The Centre for Urban Mental Health is organised within four main scientific areas translated in so called workpackages . In addition, the day to day operations is managed by the management board.
Computational modeling; social media use (big data); network models of psychopathology & intervention-effects. At the Institute for Advanced Studies (IAS), cross-level modeling and interdisciplinary meetings are organised.
Depression, anxiety, burn-out and other stress-related affective disorders are very common and often come with an increased risk of suicide, severe suffering for the patient and his/her families and tremendous costs for society. Early life adversity (including prenatal and adolescent stress) in combination with genetic predisposition, constitute major risk-factors to develop these disorders, as do factors in everyday life (such as emotional dysregulation and sleep), ranging from living in a deprived area, to loneliness and to working under chronic stress, to experiencing inequalities.
Addictions are the most costly of all mental problems and their occurrence is strongly influenced by cultural and socioeconomic factors. Externalizing problems in childhood (conduct disorder and related factors such as aggression, and impulsivity/hyperactivity, poor self-control) are a strong predictor of addictions and a major cause of problems in urban life in itself (safety issues, vandalism). Psychotic disorders can be triggered by addictive behaviors (cannabis) and urban stressors.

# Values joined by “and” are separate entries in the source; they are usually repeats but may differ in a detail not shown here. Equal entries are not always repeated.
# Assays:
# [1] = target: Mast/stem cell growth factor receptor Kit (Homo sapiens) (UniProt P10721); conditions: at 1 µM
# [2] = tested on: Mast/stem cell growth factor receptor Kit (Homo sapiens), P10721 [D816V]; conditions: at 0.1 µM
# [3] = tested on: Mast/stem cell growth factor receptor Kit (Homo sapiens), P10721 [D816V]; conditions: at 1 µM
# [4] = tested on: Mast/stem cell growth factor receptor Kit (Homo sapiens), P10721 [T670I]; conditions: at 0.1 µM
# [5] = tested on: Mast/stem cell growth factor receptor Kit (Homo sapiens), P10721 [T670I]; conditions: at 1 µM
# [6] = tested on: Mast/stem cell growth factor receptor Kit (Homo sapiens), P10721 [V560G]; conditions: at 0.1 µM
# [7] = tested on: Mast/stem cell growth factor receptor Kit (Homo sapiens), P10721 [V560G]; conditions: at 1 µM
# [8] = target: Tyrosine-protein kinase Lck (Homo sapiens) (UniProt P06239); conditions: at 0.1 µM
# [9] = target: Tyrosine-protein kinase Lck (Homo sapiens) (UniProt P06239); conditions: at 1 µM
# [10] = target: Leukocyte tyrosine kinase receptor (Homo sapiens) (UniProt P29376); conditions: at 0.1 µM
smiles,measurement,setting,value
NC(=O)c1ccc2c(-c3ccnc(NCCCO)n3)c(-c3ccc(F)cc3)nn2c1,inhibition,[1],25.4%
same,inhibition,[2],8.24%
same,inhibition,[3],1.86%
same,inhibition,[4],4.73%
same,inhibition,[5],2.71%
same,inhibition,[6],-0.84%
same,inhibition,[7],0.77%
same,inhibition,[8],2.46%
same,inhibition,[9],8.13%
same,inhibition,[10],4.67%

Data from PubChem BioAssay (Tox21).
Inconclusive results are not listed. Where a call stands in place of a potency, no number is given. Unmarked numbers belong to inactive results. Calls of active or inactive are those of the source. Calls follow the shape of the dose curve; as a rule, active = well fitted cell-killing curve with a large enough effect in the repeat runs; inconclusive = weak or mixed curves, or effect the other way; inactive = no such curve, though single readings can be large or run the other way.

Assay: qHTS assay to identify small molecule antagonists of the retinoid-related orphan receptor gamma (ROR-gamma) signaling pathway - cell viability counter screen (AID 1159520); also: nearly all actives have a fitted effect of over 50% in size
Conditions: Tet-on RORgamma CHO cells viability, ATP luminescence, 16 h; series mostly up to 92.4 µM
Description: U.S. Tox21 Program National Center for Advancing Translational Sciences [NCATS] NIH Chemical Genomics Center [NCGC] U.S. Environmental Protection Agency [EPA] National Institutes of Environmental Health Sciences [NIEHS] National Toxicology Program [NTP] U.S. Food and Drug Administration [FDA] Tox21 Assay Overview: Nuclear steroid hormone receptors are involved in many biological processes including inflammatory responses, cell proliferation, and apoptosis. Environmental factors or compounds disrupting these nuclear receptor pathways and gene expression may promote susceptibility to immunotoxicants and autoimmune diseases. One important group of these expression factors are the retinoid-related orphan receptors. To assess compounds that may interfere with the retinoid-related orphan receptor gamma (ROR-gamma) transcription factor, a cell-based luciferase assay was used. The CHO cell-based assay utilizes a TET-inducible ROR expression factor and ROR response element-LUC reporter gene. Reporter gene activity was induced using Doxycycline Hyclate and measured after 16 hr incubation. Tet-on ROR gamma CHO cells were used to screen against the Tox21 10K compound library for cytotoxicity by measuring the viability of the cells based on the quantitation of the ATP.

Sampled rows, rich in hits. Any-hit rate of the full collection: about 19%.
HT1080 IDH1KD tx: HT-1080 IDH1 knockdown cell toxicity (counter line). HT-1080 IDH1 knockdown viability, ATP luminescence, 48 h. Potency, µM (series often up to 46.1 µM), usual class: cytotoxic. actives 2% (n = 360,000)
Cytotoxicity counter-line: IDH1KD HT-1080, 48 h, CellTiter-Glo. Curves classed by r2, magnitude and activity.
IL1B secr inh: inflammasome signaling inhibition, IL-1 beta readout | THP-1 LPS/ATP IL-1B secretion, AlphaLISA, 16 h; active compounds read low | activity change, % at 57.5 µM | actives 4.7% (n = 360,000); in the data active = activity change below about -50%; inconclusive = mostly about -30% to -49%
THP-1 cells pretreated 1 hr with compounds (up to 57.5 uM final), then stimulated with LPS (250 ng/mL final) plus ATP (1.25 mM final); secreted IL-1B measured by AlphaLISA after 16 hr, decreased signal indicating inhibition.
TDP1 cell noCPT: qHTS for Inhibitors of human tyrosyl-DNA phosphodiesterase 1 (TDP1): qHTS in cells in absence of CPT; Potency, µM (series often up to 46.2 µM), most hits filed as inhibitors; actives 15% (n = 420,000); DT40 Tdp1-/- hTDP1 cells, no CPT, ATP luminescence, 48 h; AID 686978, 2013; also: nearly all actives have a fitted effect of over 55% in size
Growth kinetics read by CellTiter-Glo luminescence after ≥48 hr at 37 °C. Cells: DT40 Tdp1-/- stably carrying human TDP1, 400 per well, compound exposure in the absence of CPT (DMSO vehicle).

Urban mental health problems are often of a dynamic complex nature, therefore intervention effects should be considered from a systems perspective: what are effects on different subsystems, and in different contexts? UMH from a system perspective approach will generate new interventions at micro-level (individual interventions), at meso-level (such as interventions in families, schools and in mental health care centers), and at a macro-level (city planning, county level, municipal policies, national, international).
Importantly, societal impact is the centre of preoccupations of this research priority area for Urban Mental Health leading to valorization and deployment of the research results. Potential knowledge users and stakeholders will be involved in the design of this project. To further secure a science-practice link, knowledge users take a central role in the knowledge user platform (KUP). This platform features input from urban knowledge institutes.
Stakeholders will be actively invited to help address Urban Mental Health challenges from the stakeholder perspective (co-funding opportunities) and will facilitate valorisation.
The day to day operations is managed by the management board.
Please note that the list of involved researchers is subject to change. If you wish to be on the list and you are involved with at least one of three faculties of Urban Mental Health Research Institute (Faculty of Medicine/AMC, Faculty of Science/FNWI, and Faculty of Social and Behavioral Sciences/FMG), please contact firstname.lastname@example.org